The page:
Violinist Fedor Rudin told Classic FM how he feels about the nature of competition when it comes to the arts.
We caught the young French-Russian virtuoso Rudin backstage at the Montreal International Music Competition, where he told us his views on the international competition circuit, and why he doesn’t actually practice that much.
Is a competition like this tiring? Are you constantly exhausted?
Actually, no. There is a lot of time to relax in between the rounds. If you go to an international competition you don’t go there to prepare, basically you’ve already practised. Personally, during these two weeks, I never practised more than three hours a day. Yesterday was an hour and a half, the day before was one hour, and today I don’t plan to practise at all. Otherwise I don’t get energy for performance. There is the physical energy and also there is the mental inspiration. If I play it 15 times in a day then I can’t play it nicely in the evening.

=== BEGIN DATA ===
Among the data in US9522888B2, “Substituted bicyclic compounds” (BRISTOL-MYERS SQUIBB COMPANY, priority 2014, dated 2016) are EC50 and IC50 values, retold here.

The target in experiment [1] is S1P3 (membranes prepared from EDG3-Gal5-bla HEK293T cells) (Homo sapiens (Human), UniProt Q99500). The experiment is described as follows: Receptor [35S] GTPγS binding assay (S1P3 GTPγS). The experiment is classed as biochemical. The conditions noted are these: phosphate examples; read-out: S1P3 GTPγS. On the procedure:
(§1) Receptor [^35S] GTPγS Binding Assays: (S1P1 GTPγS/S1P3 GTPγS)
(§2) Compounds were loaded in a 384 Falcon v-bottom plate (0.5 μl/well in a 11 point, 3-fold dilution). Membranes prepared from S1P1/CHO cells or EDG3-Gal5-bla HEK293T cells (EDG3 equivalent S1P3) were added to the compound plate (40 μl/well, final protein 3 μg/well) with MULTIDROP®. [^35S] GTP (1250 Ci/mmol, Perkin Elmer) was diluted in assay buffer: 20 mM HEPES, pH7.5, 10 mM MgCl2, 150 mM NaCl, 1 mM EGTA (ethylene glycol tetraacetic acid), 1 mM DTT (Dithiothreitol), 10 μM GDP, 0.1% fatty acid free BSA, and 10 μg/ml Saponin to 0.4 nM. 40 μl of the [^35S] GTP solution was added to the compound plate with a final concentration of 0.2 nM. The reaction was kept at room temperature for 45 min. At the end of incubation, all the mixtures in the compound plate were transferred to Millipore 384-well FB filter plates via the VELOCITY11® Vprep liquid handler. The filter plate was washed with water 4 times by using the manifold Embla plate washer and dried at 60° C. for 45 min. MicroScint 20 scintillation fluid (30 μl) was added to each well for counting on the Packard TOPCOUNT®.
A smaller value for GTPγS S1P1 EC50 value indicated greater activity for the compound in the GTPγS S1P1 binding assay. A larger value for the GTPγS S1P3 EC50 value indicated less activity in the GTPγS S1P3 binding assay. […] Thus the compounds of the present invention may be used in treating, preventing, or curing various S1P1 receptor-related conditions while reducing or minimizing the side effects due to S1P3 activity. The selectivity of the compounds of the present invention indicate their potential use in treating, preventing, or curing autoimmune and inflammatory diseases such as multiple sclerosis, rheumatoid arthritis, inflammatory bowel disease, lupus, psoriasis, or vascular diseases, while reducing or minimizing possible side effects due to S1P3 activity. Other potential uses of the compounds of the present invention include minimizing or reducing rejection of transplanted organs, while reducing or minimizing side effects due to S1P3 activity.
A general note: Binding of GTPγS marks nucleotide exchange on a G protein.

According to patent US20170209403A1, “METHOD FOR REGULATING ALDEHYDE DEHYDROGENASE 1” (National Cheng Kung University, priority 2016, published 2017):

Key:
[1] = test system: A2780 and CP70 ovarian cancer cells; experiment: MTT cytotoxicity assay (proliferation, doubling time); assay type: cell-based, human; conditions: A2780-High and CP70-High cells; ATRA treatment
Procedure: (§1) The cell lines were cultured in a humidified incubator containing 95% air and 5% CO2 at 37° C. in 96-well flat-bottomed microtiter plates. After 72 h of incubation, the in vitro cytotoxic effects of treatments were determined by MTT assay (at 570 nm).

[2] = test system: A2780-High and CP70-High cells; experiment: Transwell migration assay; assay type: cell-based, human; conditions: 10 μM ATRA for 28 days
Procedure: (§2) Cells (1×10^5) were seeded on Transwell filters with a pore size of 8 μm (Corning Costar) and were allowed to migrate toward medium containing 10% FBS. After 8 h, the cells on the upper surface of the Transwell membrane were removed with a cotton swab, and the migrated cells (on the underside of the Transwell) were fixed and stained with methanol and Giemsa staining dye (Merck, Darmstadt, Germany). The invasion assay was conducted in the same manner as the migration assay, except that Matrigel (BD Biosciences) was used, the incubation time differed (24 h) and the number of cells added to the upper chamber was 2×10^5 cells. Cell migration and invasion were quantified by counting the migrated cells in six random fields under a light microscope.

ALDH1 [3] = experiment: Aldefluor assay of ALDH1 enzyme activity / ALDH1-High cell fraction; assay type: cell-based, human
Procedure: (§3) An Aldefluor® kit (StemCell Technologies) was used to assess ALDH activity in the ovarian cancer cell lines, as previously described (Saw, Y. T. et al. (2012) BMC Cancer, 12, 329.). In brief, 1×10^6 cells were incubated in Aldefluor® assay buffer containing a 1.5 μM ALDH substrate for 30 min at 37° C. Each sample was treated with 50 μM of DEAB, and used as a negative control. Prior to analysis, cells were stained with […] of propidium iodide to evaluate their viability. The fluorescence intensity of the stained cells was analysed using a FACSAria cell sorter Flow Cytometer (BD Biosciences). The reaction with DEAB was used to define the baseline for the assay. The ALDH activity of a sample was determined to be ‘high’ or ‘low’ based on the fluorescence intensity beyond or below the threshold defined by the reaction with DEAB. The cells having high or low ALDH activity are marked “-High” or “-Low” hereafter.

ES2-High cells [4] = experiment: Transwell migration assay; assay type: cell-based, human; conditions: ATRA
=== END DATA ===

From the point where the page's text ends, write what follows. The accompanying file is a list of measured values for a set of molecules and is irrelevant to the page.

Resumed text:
Do you know a lot of musicians that do the opposite, i.e. practise all the time?
Yes. But for me, it doesn’t work. I’m not saying one is the good system and one is the bad system, but for me it’s just impossible. Especially now - a few months ago I broke my arm and I have to be careful with practising. And I’m playing a concerto which is quite technically demanding, so I’d rather be careful.
Should musicians be competitive?
I think musicians should be competitive with themselves, not with other people. The principle of doing an international competition in the arts is, in my opinion, not logical. Maybe there are some people who come here and they’re competitive, or they’re trying to be better than someone. If I manage to be better than myself then I’m happy. Any of the 23 competitors in this competition could’ve been in the finals, it’s just a matter of points and opinion of the jury, and luck. I don’t believe that if you win first prize you are the best.
Will you keep doing competitions like this one?
I did quite a lot, but now I’ve decided I will stop. Before, I was able to maybe do three or four competitions in a year, and now I’ve decided that one will be enough for the next few years.
Later on, Rudin performed the Wieniawski Violin Concerto No. 1 in the first leg of finals for this year’s Montreal competition. But we managed to convince him to give us a sneak preview of the cadenza, backstage:
And here he is doing the whole thing, live on TV, that very same night: